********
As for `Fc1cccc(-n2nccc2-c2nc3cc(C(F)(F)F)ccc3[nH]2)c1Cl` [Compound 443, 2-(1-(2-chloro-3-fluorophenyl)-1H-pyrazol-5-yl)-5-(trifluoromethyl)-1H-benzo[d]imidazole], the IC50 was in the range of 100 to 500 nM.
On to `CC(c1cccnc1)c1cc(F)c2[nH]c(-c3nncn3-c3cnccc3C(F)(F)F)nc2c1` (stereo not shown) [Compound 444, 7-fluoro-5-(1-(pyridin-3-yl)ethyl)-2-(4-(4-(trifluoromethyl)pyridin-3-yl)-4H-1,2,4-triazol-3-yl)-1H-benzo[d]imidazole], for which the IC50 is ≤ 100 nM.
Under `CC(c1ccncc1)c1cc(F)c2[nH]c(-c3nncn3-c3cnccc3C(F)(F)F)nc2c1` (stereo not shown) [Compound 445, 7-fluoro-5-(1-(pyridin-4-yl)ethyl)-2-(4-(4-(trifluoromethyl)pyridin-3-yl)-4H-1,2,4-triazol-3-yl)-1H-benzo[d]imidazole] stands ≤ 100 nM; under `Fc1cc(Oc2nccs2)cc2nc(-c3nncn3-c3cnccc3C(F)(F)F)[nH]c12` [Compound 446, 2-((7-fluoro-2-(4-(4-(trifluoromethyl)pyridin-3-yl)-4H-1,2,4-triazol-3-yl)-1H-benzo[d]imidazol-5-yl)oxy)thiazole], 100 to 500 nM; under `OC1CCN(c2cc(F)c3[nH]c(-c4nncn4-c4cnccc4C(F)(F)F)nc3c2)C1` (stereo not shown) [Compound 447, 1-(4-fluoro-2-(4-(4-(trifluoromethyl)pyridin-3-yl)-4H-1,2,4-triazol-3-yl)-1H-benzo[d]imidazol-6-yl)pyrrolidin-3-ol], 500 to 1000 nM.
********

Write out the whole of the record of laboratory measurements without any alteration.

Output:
As for `Fc1cccc(-n2nccc2-c2nc3cc(C(F)(F)F)ccc3[nH]2)c1Cl` [Compound 443, 2-(1-(2-chloro-3-fluorophenyl)-1H-pyrazol-5-yl)-5-(trifluoromethyl)-1H-benzo[d]imidazole], the IC50 was in the range of 100 to 500 nM.
On to `CC(c1cccnc1)c1cc(F)c2[nH]c(-c3nncn3-c3cnccc3C(F)(F)F)nc2c1` (stereo not shown) [Compound 444, 7-fluoro-5-(1-(pyridin-3-yl)ethyl)-2-(4-(4-(trifluoromethyl)pyridin-3-yl)-4H-1,2,4-triazol-3-yl)-1H-benzo[d]imidazole], for which the IC50 is ≤ 100 nM.
Under `CC(c1ccncc1)c1cc(F)c2[nH]c(-c3nncn3-c3cnccc3C(F)(F)F)nc2c1` (stereo not shown) [Compound 445, 7-fluoro-5-(1-(pyridin-4-yl)ethyl)-2-(4-(4-(trifluoromethyl)pyridin-3-yl)-4H-1,2,4-triazol-3-yl)-1H-benzo[d]imidazole] stands ≤ 100 nM; under `Fc1cc(Oc2nccs2)cc2nc(-c3nncn3-c3cnccc3C(F)(F)F)[nH]c12` [Compound 446, 2-((7-fluoro-2-(4-(4-(trifluoromethyl)pyridin-3-yl)-4H-1,2,4-triazol-3-yl)-1H-benzo[d]imidazol-5-yl)oxy)thiazole], 100 to 500 nM; under `OC1CCN(c2cc(F)c3[nH]c(-c4nncn4-c4cnccc4C(F)(F)F)nc3c2)C1` (stereo not shown) [Compound 447, 1-(4-fluoro-2-(4-(4-(trifluoromethyl)pyridin-3-yl)-4H-1,2,4-triazol-3-yl)-1H-benzo[d]imidazol-6-yl)pyrrolidin-3-ol], 500 to 1000 nM.